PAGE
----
I’m going to pick some important points in terms of tuning the arducopter. At the time of writing, the current version is AC 3.1.
My two main problems with my tricopter are these two: maintaining Alt-Hold and wobbling oscillation while quickly descending.
So, here goes:
These two terms (Rate Control P, Throttle Rate P) go a long way to making your copter perform well, and are highly dependent on the thrust to weight ratio of your copter. More thrust = lower gains.
- My copter oscillates quickly (smaller movements) when stabilized: Lower your gain in Rate Control P.
- My copter oscillates slowly (larger movements) when stabilized: Lower your gain in Stabilize Control P.
- My copter gets wobbly when descending quickly: Raise your gain in Rate Control P. You can tune most of this out, but it’s impossible to descend into your prop wash without some wobbles.
- My copter is too sluggish : Raise your Stabilize Control P gain. These gains make ask the copter to respond faster to angle errors.
- My copter yaws right or left 15° when I take off: Your Motors are not straight or your ESCs are not calibrated. Twist the motors until they are straight. Run the ESC calibration routine.
- My copter angles back in the opposite direction I’m flying after forward flight: Raise your gain in Stabilize Control P.
- After aggressive flying my copter leans to one side 10 – 30°: Do what ever you can to remove vibrations and isolate APM. You can even try and add a small weight to APM to keep it from vibrating. Also, just land for a few seconds, then continue flying, it will give APM a chance to correct without the vibration.
- My copter won’t stay perfectly still in the air: Run the level command on a flat surface. (hold disarm for 15 seconds to invoke.) You can also fly in auto-trim mode in a windless (important!) environment. Any wind will cause the changes you make to work against you when the quad rotates 180°. You can use your radio pitch and roll trims, but remember to re-center them when you set up your radio with the config tools. Using the radio trims can have a negative effect in SIMPLE mode when yawing. Never Trim Yaw, Your copter may start spinning on it’s own. (Quads are also susceptible to drafts. They will need constant corrections unless you install an optical flow sensor. One day…)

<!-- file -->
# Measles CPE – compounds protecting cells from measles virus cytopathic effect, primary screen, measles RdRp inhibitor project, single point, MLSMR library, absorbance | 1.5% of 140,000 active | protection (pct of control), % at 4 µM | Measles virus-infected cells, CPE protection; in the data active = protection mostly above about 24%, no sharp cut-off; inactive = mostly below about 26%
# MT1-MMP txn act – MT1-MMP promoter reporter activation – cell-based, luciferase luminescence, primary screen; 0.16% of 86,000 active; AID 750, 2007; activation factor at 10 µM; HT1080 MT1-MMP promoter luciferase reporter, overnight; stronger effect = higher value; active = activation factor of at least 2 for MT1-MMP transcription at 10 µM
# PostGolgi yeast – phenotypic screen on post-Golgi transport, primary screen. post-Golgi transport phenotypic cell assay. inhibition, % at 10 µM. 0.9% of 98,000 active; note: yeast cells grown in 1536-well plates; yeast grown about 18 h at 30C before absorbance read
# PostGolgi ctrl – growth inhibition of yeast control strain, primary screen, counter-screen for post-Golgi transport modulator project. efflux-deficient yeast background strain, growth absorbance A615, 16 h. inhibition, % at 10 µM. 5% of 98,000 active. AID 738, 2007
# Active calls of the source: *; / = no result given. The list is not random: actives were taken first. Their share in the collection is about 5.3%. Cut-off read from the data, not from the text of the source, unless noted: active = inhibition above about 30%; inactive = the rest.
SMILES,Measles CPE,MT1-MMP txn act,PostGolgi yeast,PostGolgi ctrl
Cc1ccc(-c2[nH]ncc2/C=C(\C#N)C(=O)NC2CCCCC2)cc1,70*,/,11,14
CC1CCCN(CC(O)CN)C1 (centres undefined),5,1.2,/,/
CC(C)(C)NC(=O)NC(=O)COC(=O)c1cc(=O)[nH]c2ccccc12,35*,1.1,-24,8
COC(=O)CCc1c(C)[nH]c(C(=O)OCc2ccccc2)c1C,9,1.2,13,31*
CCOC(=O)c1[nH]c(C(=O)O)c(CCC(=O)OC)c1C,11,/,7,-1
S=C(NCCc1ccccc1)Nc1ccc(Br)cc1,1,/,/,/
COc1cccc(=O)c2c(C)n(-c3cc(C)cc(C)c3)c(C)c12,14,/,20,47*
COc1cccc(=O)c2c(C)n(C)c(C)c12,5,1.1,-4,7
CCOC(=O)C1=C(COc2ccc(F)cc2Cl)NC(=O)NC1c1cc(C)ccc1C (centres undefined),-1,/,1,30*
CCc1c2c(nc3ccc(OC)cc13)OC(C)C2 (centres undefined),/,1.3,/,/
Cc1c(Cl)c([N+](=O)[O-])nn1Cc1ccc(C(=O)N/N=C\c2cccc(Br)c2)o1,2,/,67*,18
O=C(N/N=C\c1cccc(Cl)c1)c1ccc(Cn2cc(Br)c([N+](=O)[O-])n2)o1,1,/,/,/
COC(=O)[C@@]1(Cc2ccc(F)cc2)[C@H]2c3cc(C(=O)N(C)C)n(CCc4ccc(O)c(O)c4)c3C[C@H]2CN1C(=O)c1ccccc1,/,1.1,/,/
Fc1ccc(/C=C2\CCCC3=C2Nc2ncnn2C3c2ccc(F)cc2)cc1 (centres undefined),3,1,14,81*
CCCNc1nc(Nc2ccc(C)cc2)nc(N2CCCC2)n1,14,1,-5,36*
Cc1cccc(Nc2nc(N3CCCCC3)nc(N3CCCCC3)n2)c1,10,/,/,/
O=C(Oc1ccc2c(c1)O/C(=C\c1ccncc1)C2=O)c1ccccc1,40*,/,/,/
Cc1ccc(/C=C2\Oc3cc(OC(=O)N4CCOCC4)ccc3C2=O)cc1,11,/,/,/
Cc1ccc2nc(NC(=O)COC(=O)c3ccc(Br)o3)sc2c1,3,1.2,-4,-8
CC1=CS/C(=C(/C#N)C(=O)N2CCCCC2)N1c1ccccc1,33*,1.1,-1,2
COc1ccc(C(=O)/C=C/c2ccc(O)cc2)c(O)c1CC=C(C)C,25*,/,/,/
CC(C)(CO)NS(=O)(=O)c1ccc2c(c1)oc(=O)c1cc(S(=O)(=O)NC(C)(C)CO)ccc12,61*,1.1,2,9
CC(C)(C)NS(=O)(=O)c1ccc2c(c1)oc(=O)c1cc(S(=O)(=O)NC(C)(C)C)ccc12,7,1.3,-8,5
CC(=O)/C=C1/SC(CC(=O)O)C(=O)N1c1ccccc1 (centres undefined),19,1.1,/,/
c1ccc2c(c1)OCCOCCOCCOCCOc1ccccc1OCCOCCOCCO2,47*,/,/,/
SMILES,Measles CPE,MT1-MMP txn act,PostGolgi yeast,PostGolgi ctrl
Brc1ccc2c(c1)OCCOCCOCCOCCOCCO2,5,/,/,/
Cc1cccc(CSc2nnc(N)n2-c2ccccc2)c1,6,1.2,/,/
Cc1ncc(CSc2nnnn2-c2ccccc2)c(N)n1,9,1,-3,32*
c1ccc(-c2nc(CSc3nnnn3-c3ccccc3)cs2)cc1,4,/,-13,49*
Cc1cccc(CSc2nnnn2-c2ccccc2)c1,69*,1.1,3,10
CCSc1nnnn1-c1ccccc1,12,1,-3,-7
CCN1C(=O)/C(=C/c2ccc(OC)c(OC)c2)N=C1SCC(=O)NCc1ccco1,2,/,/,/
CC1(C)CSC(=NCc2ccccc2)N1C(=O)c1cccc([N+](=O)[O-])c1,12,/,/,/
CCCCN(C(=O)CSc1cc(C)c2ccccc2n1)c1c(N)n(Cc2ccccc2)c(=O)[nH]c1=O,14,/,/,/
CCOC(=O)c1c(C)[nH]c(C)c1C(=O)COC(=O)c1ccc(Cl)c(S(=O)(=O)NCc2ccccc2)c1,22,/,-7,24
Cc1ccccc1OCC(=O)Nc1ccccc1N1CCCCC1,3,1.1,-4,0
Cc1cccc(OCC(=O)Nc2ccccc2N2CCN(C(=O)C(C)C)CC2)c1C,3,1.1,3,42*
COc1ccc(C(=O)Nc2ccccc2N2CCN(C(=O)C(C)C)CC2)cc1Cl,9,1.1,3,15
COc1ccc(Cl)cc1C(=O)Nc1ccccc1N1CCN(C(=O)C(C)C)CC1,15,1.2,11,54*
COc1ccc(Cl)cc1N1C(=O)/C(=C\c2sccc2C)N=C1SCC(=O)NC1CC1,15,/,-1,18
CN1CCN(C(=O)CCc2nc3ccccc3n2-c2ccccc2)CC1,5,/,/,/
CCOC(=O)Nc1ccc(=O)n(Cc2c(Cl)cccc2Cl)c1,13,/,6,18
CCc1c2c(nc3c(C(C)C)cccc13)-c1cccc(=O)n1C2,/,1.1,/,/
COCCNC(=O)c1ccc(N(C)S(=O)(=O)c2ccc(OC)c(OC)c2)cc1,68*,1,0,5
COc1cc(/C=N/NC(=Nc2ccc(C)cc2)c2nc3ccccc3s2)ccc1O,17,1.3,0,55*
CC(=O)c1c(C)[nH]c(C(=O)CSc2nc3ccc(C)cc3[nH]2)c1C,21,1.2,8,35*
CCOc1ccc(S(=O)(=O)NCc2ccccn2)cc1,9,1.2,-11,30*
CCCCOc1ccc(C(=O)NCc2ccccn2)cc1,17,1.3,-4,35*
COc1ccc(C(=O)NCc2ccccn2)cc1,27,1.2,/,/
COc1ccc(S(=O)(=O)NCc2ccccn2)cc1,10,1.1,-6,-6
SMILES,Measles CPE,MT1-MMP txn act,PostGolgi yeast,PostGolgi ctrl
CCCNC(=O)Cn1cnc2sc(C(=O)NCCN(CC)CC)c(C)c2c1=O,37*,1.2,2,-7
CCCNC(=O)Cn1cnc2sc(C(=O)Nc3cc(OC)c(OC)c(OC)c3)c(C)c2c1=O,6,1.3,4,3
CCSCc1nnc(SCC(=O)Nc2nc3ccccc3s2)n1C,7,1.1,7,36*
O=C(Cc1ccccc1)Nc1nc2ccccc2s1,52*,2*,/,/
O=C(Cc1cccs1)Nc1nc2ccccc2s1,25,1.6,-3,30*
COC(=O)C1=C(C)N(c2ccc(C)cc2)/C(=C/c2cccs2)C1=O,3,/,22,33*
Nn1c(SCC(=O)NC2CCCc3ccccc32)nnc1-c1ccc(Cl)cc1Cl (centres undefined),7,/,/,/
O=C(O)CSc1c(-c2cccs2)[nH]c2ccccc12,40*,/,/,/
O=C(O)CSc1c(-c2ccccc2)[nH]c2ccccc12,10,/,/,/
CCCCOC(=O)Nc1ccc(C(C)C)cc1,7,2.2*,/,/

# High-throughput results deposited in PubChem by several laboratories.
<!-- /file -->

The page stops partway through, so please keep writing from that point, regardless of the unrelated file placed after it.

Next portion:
- My copter flies well, but then dips a motor arm in a fidgety manner while hovering: Your motor may be going bad or the bullets connectors between the motor and ESC may be at fault. Vibration from a bent shaft or unbalanced props can make bullet connections fail momentarily stopping the motor. A motor with bad bearings takes more power to spin. The ESC could be cutting out to protect itself. Or it maybe flying slow enough to stall the motor. Attach a current sensor between your battery and the motor and test the difference between a good motor and the bad one. If you are seeing higher draw in the bad one, replace or fix it.
- In Loiter, my copter constantly overshoots: Try and increase your Nav_P term. You can also tune down your I terms because in some cases, the Nav_I or Loiter_I can causes overshoot. Making the Iterms 0 when in still wind is the best way to tune Nav_P.
- My alt hold above 10 feet is only about 1-2m accurate: That’s actually the best you can achieve. The baro sensor is sensitive to light and wind. Use a felt cover to protect it from wind and make sure you don’t glue the hole and seal it up.
- My copter increasingly swings up and down in alt hold. It eventually get’s down to the ground: Your THROTTLE_P is too high or low. You don’t need a lot of P to do alt hold. Think of how much you move the throttle to hold alt perfectly. Not much! That’s what you need P to do. I will ramp up as your battery goes lower to make up the difference.
- I have a sonar installed but I can’t get it to work. Your sonar may be picking up electrical noise from the ESCs. Be sure to move it a few inches from any ESCs and try a shielded cable, if possible. If it’s cold outside, your sonar may stop working.
My quad loiters by rotating in a CW or CCW circle: Adjust your compass declination until it stops circling.